If the recently concluded CES 2016 show in Las Vegas is any indication, our lives will soon be filled with Oomis, My UVPatches, Smart Suits, and a host of other technological wonders that benefit from the power and convenience of NFC technology. Wearables you actually wearNFC was all over CES, and as expected, wearables were a major attraction for the second straight year. But now they’re going beyond the basic fitness wristband. Among the notable launches were:
While neither company is in the habit of announcing products or platforms outside of their own events, both Google and Apple have looked poised to make significant smart home announcements for the past six months. With CES, a prime candidate for such an announcement, now out of the way, we have to ask when the Google and Apple smart homes will arrive.A likely reason for the slow progress suggested by a recent Accenture report, which found that consumer enthusiasm for tech had significantly waned in the past year, and that the small growth of IoT devices is nowhere near enough to compensate for the falls in smartphone, laptops and TV purchasing intent and consequent revenue. The Accenture report was released just before CES, and it’s possible that the two would wish to avoid announcements that would allow the press to join the dots and brand the launch a doomed endeavor.
A few years ago, home automation was only a concept in futuristic movies,- but the rise of the Internet of Things and connected devices has brought “smart homes” to the consumer market.The Consumer Electronics Show, held last week in Las Vegas, revealed the popularity of home automation, as dozens of vendors showed off their platforms with innovative security, connected device and sensory features.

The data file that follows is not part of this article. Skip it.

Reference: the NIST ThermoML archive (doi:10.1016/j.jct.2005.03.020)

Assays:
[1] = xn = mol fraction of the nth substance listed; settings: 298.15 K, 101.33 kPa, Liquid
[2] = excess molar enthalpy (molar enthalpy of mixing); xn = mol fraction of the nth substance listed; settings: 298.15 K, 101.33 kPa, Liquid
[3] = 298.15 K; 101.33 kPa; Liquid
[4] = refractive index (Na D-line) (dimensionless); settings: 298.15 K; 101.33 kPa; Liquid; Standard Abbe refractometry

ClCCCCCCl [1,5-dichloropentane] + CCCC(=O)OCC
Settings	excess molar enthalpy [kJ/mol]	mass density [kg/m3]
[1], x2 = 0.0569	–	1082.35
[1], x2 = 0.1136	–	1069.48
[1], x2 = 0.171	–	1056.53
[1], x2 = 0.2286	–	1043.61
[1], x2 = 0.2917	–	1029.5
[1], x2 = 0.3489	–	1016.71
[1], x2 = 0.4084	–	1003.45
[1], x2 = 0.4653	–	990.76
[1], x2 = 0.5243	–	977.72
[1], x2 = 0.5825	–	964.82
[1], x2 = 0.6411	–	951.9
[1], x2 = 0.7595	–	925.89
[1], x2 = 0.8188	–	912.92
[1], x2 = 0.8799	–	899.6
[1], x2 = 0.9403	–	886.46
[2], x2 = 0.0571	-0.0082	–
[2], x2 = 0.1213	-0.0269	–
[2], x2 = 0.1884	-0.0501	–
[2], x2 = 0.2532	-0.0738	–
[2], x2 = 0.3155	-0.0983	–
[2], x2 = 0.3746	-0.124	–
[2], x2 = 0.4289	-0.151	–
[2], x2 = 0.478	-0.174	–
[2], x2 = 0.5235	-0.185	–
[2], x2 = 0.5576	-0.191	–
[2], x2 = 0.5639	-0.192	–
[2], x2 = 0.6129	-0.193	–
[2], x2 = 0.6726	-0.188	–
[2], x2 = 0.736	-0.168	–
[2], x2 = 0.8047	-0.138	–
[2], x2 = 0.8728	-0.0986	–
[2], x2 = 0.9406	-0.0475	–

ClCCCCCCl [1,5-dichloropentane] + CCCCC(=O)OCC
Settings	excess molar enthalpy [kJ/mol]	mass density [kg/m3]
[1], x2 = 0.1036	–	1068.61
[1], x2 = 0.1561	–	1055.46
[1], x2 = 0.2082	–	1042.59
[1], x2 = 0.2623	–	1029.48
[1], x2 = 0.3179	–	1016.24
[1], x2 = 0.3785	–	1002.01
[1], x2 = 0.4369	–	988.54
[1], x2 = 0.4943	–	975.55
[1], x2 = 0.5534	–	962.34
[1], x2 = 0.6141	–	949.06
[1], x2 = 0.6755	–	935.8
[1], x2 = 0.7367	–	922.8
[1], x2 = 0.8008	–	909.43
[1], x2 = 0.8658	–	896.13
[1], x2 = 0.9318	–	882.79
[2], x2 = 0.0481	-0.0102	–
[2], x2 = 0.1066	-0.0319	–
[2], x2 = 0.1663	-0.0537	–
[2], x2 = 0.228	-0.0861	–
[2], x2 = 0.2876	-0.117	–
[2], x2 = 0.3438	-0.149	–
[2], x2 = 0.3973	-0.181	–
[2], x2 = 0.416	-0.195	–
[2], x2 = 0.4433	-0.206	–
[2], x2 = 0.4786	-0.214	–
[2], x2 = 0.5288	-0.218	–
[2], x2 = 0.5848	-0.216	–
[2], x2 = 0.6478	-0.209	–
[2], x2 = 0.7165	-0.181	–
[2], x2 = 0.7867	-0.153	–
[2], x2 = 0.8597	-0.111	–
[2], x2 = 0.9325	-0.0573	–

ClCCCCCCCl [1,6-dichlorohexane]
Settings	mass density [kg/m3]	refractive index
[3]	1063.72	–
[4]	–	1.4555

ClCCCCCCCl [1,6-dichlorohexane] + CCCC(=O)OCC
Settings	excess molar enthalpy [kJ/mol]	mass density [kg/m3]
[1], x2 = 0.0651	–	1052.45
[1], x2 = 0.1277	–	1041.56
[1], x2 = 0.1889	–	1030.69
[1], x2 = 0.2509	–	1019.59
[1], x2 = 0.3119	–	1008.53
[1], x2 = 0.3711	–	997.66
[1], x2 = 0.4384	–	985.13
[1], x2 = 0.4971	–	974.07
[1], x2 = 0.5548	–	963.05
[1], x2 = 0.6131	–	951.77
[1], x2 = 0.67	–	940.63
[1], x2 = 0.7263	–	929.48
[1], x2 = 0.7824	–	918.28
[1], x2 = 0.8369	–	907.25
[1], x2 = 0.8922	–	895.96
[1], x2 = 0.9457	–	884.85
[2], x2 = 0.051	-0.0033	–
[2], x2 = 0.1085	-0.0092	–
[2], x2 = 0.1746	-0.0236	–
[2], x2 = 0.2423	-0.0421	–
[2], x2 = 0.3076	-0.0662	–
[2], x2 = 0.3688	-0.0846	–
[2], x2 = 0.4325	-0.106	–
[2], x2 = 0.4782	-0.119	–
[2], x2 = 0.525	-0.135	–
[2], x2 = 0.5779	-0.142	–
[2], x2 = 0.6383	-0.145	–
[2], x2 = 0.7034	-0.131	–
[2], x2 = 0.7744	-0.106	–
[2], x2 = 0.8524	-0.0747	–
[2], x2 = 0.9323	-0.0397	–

If there’s one thing the disconnected reject pile of internet-connected toothbrushes and refrigerators we begrudgingly refer to as the Internet of Things is in need of, it’s direction. Some kind of grand, unifying force that will make using all of these potentially interesting products actually useful when bound together as a single household of objects. Google’s Project Brillo, which we first heard about during their most recent developer conference, seems to have all the bits in place to offer that guidance. All we need now is some hardware partners willing to jump into bed with Google and support both Brillo and the Weave networking protocol that will help pull it all together.Fortunately, this is CES and that’s exactly what we have now.
In the spirit of the Fresh Start Effect, it’s not just your health and fitness habits that could do with a long, hard look now it’s January. We’ve seen a bunch of exciting smart home announcements and collaborations come out of CES and the first few weeks of 2016 in time to spruce up your dumb, boring place. Here’s our pick of the most interesting hubs, beds, bulbs, thermostats and yes, smart showers that will be invading your homes in 2016.